I have documented the intellectual challenge that women have made to patriarchy in my book, The Creation of Feminists Consciousness. And I can document at least 1800 years in which every century, some woman challenged the ideas that men are entitled to more than women, by some reason that nobody has ever been able to figure out. That men are intellectually superior to women, that women are biologically destined to inferiority, and a whole lot of other ideas equally absurd, on the level that the earth is flat. Well, I’ve got news for you, the earth is not flat. And we have found our voices.
Now, we in this room, and all the people that we have touched through our activities, and through our work, have been part of a historic moment that is unique in the history of the human race. Patriarchy has existed for 4000 years. Before that, for at least 25,000 years, human societies existed that were more egalitarian than we can imagine.
But patriarchy has not only invented itself and usurped a central place, but it has usurped intellectually, a kind of legitimacy, that described anything that is not like it, as deviant. And men and women have gone into that for 4000 years. Not all women. There were always some women who resisted. And our great tragedy is, that because we were deprived of a history of women, generation after generation of women who wanted to resist patriarchy, had to do it on their own.
I have documented 700 years of feminist bible criticism prior to 1870, and every woman who engaged in that feminist bible criticism thought she was the first woman ever to do this. And when Elizabeth Cady Stanton in 1893, published the Woman’s Bible, she put in the forward, “No woman before me has ever done this.”
This is tragic, because it symbolizes the true position that women held in the world, which was to think, each woman thought, and each man taught each woman to think, and each mother taught their sons and daughters to think, that women have not contributed significantly to the creation of thought, to the creation of culture, and to the creation of civilization. This is a lie, all right?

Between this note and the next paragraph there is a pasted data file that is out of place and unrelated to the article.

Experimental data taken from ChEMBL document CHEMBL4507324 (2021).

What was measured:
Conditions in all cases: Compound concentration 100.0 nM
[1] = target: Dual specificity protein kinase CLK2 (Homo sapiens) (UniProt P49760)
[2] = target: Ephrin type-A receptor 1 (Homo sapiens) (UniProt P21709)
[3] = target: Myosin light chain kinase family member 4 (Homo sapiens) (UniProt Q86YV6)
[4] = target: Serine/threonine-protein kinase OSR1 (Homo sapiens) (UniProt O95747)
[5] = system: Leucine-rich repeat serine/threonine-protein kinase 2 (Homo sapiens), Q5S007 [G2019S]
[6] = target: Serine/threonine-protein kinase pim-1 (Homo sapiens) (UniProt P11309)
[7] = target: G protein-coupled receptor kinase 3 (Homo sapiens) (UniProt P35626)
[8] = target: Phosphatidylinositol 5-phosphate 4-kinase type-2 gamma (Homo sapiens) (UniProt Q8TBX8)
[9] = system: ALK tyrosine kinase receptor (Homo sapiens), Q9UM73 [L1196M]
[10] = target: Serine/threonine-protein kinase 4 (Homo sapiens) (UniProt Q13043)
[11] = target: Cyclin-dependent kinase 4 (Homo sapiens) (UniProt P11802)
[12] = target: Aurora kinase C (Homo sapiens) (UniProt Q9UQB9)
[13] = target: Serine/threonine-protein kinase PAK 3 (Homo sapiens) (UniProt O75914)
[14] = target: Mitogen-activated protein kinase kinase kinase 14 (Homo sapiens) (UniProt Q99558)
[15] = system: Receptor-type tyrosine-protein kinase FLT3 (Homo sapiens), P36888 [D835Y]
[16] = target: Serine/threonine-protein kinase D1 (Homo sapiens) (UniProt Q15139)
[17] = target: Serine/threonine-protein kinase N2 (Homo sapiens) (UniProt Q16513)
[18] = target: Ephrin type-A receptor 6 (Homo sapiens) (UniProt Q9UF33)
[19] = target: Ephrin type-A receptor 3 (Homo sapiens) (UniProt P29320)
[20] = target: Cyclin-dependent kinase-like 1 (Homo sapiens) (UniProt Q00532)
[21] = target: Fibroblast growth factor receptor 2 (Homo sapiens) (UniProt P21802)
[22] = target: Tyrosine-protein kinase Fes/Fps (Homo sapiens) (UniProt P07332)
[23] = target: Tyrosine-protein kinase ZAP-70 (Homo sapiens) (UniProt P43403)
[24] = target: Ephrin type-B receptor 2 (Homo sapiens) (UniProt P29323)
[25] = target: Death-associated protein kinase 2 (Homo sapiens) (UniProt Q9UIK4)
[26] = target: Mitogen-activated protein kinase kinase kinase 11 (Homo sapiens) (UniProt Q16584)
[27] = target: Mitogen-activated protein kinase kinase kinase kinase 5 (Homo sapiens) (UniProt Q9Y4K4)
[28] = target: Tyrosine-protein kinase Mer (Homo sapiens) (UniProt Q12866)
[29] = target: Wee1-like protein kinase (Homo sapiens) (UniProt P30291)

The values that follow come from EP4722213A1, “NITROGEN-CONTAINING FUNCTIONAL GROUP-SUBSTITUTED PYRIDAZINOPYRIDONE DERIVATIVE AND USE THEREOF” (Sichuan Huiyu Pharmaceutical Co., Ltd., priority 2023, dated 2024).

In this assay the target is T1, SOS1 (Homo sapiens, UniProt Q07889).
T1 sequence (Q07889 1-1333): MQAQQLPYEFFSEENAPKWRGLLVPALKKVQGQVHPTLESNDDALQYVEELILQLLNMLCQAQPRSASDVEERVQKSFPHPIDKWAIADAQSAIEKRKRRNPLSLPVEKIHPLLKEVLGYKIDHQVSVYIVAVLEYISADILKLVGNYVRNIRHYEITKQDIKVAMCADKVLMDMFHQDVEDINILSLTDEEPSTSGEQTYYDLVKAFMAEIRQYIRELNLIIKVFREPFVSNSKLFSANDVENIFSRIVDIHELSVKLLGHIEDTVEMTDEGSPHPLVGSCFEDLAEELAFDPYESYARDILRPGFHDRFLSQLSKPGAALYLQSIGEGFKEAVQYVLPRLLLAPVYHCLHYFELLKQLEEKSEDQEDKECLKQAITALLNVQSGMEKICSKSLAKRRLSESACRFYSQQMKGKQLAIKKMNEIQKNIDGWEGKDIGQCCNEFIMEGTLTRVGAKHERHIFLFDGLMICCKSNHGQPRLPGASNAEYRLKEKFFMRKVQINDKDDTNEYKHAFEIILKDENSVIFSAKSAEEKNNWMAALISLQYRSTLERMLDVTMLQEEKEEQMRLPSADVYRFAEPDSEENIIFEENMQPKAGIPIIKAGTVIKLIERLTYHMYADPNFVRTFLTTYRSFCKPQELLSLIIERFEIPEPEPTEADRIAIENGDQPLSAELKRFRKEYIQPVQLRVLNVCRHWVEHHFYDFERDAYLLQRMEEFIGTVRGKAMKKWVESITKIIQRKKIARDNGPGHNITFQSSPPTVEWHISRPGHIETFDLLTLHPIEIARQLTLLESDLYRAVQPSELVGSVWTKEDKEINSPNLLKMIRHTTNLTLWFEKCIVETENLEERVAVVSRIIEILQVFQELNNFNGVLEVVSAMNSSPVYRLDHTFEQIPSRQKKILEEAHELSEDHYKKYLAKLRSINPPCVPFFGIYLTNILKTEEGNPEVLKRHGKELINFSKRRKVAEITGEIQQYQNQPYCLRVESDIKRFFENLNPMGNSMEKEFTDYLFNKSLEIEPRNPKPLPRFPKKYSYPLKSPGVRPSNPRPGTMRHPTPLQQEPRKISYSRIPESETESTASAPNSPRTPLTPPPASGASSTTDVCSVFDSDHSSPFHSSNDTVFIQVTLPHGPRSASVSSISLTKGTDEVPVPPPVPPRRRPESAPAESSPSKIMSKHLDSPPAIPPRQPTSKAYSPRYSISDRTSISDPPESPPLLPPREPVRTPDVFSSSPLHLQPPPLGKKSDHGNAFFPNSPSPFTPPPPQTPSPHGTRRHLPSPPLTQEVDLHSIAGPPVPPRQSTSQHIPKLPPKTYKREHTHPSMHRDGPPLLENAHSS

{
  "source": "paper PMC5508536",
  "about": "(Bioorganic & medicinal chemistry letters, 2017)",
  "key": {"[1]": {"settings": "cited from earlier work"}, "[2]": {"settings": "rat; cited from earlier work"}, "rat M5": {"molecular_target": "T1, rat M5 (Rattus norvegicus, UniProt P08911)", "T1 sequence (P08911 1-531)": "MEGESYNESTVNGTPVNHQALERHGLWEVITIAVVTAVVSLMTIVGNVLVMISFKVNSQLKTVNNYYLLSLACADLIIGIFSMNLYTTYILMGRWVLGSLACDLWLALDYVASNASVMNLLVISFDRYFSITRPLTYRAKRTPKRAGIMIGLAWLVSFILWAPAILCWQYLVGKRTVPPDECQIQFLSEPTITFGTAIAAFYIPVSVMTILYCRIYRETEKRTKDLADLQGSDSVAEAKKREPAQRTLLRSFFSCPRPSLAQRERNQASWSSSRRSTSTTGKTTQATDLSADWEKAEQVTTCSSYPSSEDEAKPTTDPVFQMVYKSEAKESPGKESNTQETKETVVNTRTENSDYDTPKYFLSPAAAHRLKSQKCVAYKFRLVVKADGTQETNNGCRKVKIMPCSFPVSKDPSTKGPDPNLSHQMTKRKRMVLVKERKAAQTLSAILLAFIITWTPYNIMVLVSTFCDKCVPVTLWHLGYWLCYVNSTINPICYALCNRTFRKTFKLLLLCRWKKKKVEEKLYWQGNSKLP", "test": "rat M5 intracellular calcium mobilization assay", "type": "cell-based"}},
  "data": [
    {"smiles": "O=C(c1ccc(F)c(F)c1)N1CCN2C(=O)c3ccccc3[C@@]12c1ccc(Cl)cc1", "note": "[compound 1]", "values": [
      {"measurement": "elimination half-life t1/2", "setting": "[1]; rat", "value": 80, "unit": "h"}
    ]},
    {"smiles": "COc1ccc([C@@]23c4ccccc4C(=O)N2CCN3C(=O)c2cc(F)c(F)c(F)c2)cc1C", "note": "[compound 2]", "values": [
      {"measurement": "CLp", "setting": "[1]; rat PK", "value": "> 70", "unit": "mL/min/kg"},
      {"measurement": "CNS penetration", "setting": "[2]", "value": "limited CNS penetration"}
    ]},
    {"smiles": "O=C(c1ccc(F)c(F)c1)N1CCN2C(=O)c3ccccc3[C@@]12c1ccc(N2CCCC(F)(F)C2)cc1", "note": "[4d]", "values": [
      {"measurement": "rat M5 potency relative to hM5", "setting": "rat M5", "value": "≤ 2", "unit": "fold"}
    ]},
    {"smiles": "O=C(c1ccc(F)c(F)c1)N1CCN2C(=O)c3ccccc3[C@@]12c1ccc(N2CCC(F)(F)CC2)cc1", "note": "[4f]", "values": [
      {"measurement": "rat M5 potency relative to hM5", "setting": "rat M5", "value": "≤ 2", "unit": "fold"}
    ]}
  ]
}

In this century, in the last 35 years, we have finally nailed that lie. And by so doing, we have reclaimed full human status for every woman born and living. We have reclaimed the fact that women are not only creators of civilization, maintainers of society, agents in history, but they are thinkers, and creators of idea systems. Only we have been denied the knowledge of that.
And that has been a tragedy. It has been a tragedy for every woman born, because each generation of women has had to reinvent the wheel, over and over again. Whereas men could stand on the knowledge of the men before them, and improve upon it. And every woman had to stand on the knowledge of the men before them, and oppose it, and think she was the first one to do so.
We are living at a very wonderful moment. A moment that I believe is more important than a renaissance, a moment that is more important than the reformation. It is the moment when half of the human race is reclaiming its ID as full human beings. We have regained our history. And by regaining our history and by transmitting it to the next generation, we will create a basis where women will no longer have to reinvent the wheel. We will be able to stand on the shoulders of the women before us, and I think this is a very wonderful and exciting endeavor.
Now, I know that in this room, most of you are activists. I believe so, I think [you are] activists in the women’s movement, and it is a wonderful thing you have done. Those of us who have put our activism into academic work, have done so because we are convinced that freeing the minds of women is as important as freeing them as citizens.
And I believe myself, that appointing women with their history, is the single most important thing we can do to raise feminist consciousness. And feminist consciousness means for women to understand that they have a grievance in this world. That the grievance is not individual, that to change their grievance, they need to ally with other women. They need to define for themselves what their goals are. They need then, to form alliances with men and women to attain their goals, and that when their goal is attained, we will have a better society for all of us. Men and women.